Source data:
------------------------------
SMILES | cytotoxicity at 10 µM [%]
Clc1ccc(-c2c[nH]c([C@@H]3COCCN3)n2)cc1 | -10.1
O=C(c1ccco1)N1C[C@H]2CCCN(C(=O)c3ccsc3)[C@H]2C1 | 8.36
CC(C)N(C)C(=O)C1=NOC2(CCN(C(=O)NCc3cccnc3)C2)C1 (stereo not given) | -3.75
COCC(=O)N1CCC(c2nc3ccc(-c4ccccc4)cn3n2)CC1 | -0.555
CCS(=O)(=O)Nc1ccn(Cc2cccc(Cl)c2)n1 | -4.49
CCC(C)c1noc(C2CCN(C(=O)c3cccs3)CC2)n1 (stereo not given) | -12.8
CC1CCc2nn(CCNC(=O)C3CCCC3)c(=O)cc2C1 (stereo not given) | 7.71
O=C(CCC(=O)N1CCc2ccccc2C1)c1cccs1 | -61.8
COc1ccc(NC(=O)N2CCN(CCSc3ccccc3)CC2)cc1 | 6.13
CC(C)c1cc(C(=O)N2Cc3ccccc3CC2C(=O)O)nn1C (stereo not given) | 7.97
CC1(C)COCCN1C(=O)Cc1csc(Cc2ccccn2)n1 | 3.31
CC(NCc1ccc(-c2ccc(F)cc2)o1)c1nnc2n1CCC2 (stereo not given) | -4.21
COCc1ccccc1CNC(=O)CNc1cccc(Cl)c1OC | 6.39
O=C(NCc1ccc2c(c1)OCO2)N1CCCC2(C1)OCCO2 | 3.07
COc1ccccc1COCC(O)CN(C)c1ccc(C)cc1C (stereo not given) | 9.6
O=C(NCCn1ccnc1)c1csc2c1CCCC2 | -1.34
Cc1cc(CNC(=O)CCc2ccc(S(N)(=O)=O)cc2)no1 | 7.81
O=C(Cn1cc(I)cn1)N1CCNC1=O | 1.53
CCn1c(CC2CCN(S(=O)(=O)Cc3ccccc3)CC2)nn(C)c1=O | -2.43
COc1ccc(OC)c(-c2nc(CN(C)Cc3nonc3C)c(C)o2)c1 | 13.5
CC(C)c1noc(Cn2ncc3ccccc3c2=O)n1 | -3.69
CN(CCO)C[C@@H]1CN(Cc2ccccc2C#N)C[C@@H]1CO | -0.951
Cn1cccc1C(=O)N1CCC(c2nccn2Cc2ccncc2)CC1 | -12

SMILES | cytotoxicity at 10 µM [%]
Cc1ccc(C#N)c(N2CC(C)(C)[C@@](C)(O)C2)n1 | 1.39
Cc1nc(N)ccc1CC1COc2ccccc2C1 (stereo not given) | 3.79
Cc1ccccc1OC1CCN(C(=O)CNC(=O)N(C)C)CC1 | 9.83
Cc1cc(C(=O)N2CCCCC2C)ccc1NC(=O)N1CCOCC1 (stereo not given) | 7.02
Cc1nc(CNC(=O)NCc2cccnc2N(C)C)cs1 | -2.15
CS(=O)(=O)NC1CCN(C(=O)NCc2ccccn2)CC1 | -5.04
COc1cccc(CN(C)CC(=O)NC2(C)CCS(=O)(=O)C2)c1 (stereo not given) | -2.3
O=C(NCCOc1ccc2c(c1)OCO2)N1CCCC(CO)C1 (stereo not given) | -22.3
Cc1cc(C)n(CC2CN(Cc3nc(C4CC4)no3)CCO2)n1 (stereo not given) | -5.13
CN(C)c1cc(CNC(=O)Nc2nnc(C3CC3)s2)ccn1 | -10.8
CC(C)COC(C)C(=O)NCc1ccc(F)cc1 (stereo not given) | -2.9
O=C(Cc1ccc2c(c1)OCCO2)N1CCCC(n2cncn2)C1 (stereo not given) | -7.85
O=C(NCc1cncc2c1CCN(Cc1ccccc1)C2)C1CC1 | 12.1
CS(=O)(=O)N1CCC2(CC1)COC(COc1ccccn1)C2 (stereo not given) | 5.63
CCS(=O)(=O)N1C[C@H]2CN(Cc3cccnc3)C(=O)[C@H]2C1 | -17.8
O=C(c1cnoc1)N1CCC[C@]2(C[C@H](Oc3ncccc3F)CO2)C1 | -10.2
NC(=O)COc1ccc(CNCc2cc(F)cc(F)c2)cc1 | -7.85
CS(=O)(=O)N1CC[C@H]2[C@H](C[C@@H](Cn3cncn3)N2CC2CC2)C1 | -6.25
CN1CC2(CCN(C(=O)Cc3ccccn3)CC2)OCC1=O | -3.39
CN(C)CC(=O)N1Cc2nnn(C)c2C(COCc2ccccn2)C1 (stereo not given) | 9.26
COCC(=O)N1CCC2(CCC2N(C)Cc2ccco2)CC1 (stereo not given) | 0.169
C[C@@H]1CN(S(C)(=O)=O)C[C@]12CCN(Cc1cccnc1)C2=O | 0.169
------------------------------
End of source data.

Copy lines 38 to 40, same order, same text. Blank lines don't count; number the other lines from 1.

O=C(NCc1cncc2c1CCN(Cc1ccccc1)C2)C1CC1 | 12.1
CS(=O)(=O)N1CCC2(CC1)COC(COc1ccccn1)C2 (stereo not given) | 5.63
CCS(=O)(=O)N1C[C@H]2CN(Cc3cccnc3)C(=O)[C@H]2C1 | -17.8